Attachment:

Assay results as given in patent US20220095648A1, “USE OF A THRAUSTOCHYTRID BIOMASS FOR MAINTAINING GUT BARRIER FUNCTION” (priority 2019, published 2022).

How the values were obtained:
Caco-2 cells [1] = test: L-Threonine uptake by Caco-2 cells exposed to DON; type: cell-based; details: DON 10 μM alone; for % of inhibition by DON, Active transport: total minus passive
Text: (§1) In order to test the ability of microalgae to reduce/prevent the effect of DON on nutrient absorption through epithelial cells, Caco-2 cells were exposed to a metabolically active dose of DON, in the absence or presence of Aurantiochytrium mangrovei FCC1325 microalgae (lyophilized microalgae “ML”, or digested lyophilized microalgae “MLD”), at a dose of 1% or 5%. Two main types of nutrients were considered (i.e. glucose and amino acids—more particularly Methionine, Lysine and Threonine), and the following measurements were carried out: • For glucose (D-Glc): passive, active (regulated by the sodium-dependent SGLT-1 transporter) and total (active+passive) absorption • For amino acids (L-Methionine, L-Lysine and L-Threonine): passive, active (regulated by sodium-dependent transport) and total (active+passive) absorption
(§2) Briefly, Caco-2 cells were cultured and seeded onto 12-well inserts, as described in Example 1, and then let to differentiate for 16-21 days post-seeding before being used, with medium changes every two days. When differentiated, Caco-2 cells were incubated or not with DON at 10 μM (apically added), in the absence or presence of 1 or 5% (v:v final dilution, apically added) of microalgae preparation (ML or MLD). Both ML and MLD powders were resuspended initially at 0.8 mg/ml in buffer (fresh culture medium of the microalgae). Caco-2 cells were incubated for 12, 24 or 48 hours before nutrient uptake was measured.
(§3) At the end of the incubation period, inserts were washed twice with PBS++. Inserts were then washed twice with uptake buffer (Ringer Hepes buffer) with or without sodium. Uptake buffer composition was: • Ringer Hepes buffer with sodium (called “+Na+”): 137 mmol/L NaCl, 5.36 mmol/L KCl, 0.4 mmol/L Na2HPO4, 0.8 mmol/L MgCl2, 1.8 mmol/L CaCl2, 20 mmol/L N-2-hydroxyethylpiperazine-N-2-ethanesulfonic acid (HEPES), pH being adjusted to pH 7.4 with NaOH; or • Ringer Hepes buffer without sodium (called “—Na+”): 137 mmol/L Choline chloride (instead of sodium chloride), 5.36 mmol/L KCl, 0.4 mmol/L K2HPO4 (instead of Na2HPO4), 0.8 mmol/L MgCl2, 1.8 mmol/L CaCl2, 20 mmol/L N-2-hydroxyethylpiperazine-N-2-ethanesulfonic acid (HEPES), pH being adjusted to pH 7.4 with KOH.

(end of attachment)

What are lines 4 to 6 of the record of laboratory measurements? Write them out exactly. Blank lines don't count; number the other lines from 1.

Text: (§1) In order to test the ability of microalgae to reduce/prevent the effect of DON on nutrient absorption through epithelial cells, Caco-2 cells were exposed to a metabolically active dose of DON, in the absence or presence of Aurantiochytrium mangrovei FCC1325 microalgae (lyophilized microalgae “ML”, or digested lyophilized microalgae “MLD”), at a dose of 1% or 5%. Two main types of nutrients were considered (i.e. glucose and amino acids—more particularly Methionine, Lysine and Threonine), and the following measurements were carried out: • For glucose (D-Glc): passive, active (regulated by the sodium-dependent SGLT-1 transporter) and total (active+passive) absorption • For amino acids (L-Methionine, L-Lysine and L-Threonine): passive, active (regulated by sodium-dependent transport) and total (active+passive) absorption
(§2) Briefly, Caco-2 cells were cultured and seeded onto 12-well inserts, as described in Example 1, and then let to differentiate for 16-21 days post-seeding before being used, with medium changes every two days. When differentiated, Caco-2 cells were incubated or not with DON at 10 μM (apically added), in the absence or presence of 1 or 5% (v:v final dilution, apically added) of microalgae preparation (ML or MLD). Both ML and MLD powders were resuspended initially at 0.8 mg/ml in buffer (fresh culture medium of the microalgae). Caco-2 cells were incubated for 12, 24 or 48 hours before nutrient uptake was measured.
(§3) At the end of the incubation period, inserts were washed twice with PBS++. Inserts were then washed twice with uptake buffer (Ringer Hepes buffer) with or without sodium. Uptake buffer composition was: • Ringer Hepes buffer with sodium (called “+Na+”): 137 mmol/L NaCl, 5.36 mmol/L KCl, 0.4 mmol/L Na2HPO4, 0.8 mmol/L MgCl2, 1.8 mmol/L CaCl2, 20 mmol/L N-2-hydroxyethylpiperazine-N-2-ethanesulfonic acid (HEPES), pH being adjusted to pH 7.4 with NaOH; or • Ringer Hepes buffer without sodium (called “—Na+”): 137 mmol/L Choline chloride (instead of sodium chloride), 5.36 mmol/L KCl, 0.4 mmol/L K2HPO4 (instead of Na2HPO4), 0.8 mmol/L MgCl2, 1.8 mmol/L CaCl2, 20 mmol/L N-2-hydroxyethylpiperazine-N-2-ethanesulfonic acid (HEPES), pH being adjusted to pH 7.4 with KOH.